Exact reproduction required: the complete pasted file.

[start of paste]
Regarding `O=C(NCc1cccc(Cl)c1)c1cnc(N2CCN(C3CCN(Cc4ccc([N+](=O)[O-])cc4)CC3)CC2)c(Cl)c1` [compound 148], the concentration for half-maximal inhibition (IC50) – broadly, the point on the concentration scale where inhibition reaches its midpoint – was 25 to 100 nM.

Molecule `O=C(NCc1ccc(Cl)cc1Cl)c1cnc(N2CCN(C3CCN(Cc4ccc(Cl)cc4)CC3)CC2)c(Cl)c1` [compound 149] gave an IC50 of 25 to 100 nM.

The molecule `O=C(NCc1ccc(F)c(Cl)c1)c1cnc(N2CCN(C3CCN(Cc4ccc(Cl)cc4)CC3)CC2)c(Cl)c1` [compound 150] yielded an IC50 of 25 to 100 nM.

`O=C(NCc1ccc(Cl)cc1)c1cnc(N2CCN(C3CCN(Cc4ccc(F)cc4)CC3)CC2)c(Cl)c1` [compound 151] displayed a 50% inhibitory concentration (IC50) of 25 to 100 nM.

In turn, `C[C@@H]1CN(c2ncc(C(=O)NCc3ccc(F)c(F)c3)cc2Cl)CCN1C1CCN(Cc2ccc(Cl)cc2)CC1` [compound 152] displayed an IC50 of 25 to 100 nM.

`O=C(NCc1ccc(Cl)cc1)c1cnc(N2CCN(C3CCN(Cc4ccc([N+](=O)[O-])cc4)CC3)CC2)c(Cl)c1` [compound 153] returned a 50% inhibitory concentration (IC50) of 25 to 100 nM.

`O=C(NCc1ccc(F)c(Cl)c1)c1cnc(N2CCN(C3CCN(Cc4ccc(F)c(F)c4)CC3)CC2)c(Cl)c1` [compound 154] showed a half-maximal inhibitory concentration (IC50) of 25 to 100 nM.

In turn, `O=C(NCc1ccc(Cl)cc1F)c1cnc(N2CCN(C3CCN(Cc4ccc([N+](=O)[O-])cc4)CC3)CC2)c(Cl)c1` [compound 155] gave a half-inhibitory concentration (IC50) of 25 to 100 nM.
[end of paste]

Regarding `O=C(NCc1cccc(Cl)c1)c1cnc(N2CCN(C3CCN(Cc4ccc([N+](=O)[O-])cc4)CC3)CC2)c(Cl)c1` [compound 148], the concentration for half-maximal inhibition (IC50) – broadly, the point on the concentration scale where inhibition reaches its midpoint – was 25 to 100 nM.

Molecule `O=C(NCc1ccc(Cl)cc1Cl)c1cnc(N2CCN(C3CCN(Cc4ccc(Cl)cc4)CC3)CC2)c(Cl)c1` [compound 149] gave an IC50 of 25 to 100 nM.

The molecule `O=C(NCc1ccc(F)c(Cl)c1)c1cnc(N2CCN(C3CCN(Cc4ccc(Cl)cc4)CC3)CC2)c(Cl)c1` [compound 150] yielded an IC50 of 25 to 100 nM.

`O=C(NCc1ccc(Cl)cc1)c1cnc(N2CCN(C3CCN(Cc4ccc(F)cc4)CC3)CC2)c(Cl)c1` [compound 151] displayed a 50% inhibitory concentration (IC50) of 25 to 100 nM.

In turn, `C[C@@H]1CN(c2ncc(C(=O)NCc3ccc(F)c(F)c3)cc2Cl)CCN1C1CCN(Cc2ccc(Cl)cc2)CC1` [compound 152] displayed an IC50 of 25 to 100 nM.

`O=C(NCc1ccc(Cl)cc1)c1cnc(N2CCN(C3CCN(Cc4ccc([N+](=O)[O-])cc4)CC3)CC2)c(Cl)c1` [compound 153] returned a 50% inhibitory concentration (IC50) of 25 to 100 nM.

`O=C(NCc1ccc(F)c(Cl)c1)c1cnc(N2CCN(C3CCN(Cc4ccc(F)c(F)c4)CC3)CC2)c(Cl)c1` [compound 154] showed a half-maximal inhibitory concentration (IC50) of 25 to 100 nM.

In turn, `O=C(NCc1ccc(Cl)cc1F)c1cnc(N2CCN(C3CCN(Cc4ccc([N+](=O)[O-])cc4)CC3)CC2)c(Cl)c1` [compound 155] gave a half-inhibitory concentration (IC50) of 25 to 100 nM.